Over the next few years there will be changes to flight paths at most airports in Europe. This is because flight paths across the world are being modernized. Air traffic controllers are moving from a ground-based system to a satellite system to guide planes.
The new system will allow planes to be guided more accurately. It will mean narrower, more concentrated flight paths. Routes will be more direct. The system is known as Performance Based Navigation (PBN).
The new system will mean:
- Airlines save money on fuel;
- Journey times become more reliable;
- The capacity of airports increases since there should be fewer delays and because there can be more departure routes;
- The amount of CO2 emitted per plane decreases.
What will be the impact for local communities?
It depends how the flight paths are organized. There are a number of options:
The new flight paths could be concentrated over a few communities. This would mean that these people got all the flights.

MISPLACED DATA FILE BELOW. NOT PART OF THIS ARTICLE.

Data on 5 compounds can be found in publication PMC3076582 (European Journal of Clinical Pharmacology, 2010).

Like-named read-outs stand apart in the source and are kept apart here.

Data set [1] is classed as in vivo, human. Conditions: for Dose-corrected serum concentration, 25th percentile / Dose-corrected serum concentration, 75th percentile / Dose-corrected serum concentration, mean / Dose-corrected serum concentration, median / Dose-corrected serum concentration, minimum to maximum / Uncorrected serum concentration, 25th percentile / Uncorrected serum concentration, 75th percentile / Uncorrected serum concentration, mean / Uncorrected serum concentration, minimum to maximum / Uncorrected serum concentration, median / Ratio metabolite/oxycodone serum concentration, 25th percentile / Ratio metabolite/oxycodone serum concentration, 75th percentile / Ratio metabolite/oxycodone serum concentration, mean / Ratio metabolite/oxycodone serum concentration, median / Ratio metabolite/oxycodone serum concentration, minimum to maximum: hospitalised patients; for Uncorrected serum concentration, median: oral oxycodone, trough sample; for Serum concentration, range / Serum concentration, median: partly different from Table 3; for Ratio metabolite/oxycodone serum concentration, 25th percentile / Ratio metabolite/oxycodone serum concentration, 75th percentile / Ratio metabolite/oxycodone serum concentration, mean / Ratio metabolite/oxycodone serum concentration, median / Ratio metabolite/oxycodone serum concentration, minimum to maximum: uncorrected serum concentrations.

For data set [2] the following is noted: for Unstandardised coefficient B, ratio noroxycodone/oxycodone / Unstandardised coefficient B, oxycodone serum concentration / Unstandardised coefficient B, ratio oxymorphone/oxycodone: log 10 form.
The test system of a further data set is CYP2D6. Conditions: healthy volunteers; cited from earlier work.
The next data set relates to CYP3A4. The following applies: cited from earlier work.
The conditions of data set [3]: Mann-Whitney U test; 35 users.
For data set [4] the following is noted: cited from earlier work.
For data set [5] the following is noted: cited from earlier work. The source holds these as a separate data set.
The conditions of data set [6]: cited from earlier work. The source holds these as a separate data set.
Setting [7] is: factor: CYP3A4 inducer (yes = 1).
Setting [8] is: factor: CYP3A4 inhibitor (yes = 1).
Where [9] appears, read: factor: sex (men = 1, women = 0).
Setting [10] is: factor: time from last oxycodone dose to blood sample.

Or the flight paths could be rotated to give communities a break from the noise. This is known as respite. This would mean that more people in total would get aircraft noise but most communities would get a break from noise each day.
Many communities will also benefit from planes being higher. At the moment at some airports planes need to be kept lower than they need be to avoid aircraft from nearby airports. This is likely to happen much less under PBN as aircraft will have their own dedicated route.
What has happened so far?
Over 100 airports across the world have introduced PBN.
In America the authorities have gone for concentrated all-day flying over the same communities. No respite. Some of these have been communities which were not previously overflow. There has been a lot of opposition, including lawsuits.
In contrast, Heathrow consulted the public on what they wanted from their flight paths. Only a small number of people favoured all-day flying over the same communities; the majority favoured respite; with new areas avoided if at all possible. Heathrow then set about designing the new routes based on those preferences. (The work is currently paused because of the pandemic).
If flight paths are changing at your airport and you need some advice, please feel free to contact us at UECNA.